Gjertruds sigøynerorkester (Gjertrud’s Gypsy Orchestra) has specialised in eastern European Gypsy music, namely from Russia, Romania and Hungary. The group has acquired the music through the aural tradition from Gypsy musicians in Budapest, including permanent collaboration with Ernest Bangó, a celebrated cimbalist, mentor and co-musician. The ensemble has also worked on different folk music and cross-over projects, with several artists, like Yiddish music with Bente Kahan, Norwegian “Tater” (Traveller) music with Elias Akselsen, Norwegian folk music with Susanne Lundeng, Gypsy songs in Norwegian with Britt-Synnøve Johansen, and Christmas concerts with Solfrid Molland, Roma-choir and Roma street musicians.
Gjertrud’s Gypsy Orchestra has toured extensively in Norway and abroad, attended many festivals and released several CDs. The CD “Mazurka – Remaking Chopin” in collaboration with pianist and composer Nils-Henrik Asheim won a Norwegian Grammy Award in 2011. The ensemble receives financial support from Arts Council Norway.
Eastern European Gypsy music suddenly shifts from delicate melancholy to passionate dance rhythms. Elements from art music, 19th century popular music and not least folk music has melded together to create a unique form of music, in which the tonal language of folk music takes on virtuoso performance technique and the timbral ideals of the classical/romantic tradition. Learning the music through the aural tradition, arranging it in real time, and combining this with ‘classical’ virtuoso performance technique makes way for nuanced, playful and sincere musical expression. The wealth of variation in the rhythms, tempi and phrasing of Gypsy music, in which it is expected that the ensemble will consistently take its lead from the primás’s whims and moods, requires extremely tight and flexible communication within an ensemble.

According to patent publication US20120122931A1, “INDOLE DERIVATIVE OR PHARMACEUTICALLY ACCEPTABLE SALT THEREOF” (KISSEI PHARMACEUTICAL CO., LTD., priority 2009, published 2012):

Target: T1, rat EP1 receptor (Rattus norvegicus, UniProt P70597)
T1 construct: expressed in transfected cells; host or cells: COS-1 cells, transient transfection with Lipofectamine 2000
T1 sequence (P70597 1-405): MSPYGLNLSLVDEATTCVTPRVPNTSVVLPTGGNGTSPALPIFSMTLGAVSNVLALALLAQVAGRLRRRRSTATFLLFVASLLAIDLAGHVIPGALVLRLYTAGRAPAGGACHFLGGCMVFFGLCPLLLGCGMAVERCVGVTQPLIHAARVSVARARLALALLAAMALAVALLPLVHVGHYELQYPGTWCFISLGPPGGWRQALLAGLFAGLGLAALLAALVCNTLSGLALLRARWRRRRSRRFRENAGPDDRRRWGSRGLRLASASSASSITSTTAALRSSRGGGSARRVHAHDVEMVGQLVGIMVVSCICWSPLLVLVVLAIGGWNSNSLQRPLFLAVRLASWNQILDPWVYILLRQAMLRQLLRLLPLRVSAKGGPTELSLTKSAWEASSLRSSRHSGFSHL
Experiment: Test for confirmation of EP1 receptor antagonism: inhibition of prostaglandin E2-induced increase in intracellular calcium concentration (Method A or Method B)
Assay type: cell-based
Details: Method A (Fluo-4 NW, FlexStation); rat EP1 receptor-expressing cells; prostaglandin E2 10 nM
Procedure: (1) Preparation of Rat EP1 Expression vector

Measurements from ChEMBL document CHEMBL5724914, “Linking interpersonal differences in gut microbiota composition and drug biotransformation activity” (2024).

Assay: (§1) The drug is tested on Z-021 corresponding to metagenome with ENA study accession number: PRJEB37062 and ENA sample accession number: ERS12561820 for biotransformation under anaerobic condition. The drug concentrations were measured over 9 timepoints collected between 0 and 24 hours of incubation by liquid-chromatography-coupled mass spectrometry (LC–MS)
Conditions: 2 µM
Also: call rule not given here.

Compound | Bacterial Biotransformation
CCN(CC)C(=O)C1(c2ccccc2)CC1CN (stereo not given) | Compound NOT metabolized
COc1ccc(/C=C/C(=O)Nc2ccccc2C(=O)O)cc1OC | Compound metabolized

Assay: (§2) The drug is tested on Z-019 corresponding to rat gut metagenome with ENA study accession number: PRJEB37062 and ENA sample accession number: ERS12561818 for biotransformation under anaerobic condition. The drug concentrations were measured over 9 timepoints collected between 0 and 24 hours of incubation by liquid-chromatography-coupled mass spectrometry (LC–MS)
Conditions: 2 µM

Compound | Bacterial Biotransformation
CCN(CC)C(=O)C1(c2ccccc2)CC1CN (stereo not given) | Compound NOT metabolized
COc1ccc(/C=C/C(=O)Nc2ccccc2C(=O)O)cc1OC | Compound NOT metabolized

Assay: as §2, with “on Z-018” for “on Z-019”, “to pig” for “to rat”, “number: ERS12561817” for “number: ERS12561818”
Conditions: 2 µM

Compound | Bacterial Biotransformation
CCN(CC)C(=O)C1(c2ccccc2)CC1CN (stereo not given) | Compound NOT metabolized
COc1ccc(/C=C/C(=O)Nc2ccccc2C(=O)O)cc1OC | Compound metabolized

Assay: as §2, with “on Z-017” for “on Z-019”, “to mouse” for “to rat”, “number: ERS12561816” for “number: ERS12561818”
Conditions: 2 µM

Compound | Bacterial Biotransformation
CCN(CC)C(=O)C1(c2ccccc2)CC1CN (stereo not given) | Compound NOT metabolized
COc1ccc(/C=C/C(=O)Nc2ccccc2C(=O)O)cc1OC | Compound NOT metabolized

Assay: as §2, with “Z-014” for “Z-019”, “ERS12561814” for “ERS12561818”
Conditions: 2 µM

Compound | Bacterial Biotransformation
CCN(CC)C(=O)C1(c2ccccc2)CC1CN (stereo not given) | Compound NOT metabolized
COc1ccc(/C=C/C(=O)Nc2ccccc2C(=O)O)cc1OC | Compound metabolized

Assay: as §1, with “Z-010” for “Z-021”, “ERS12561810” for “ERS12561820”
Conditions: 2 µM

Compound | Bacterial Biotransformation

The fates of the Gypsies, Jews and Norwegian Romani people as ‘wandering peoples’ have important parallels. The ‘wandering’ may be the result of culture and lifestyle, or it may be necessary movement caused by oppression and difficult conditions. In either case the result is rich cultures containing a multitude of impulses, which spread cultural expression over huge areas. Music has also provided a livelihood for many in the gypsy community.
Their musical traditions are multifaceted and bear the marks of a wide variety of impulses. They have their own folk music, much of it vocal, related to daily life and their own language and culture. In addition ‘Travellers’ have often been important bearers of local folk music traditions in the areas where they have settled. In a great deal of ‘music for a purpose’, such as dance music or restaurant music, there are traces of folk music, popular music and the European classical music tradition. Gjertrud’s Gypsy Orchestra is committed to communicating this musical diversity, with moods from dark restaurants in Budapest, village feasts, Jewish weddings and Norwegians “tater” bonfires.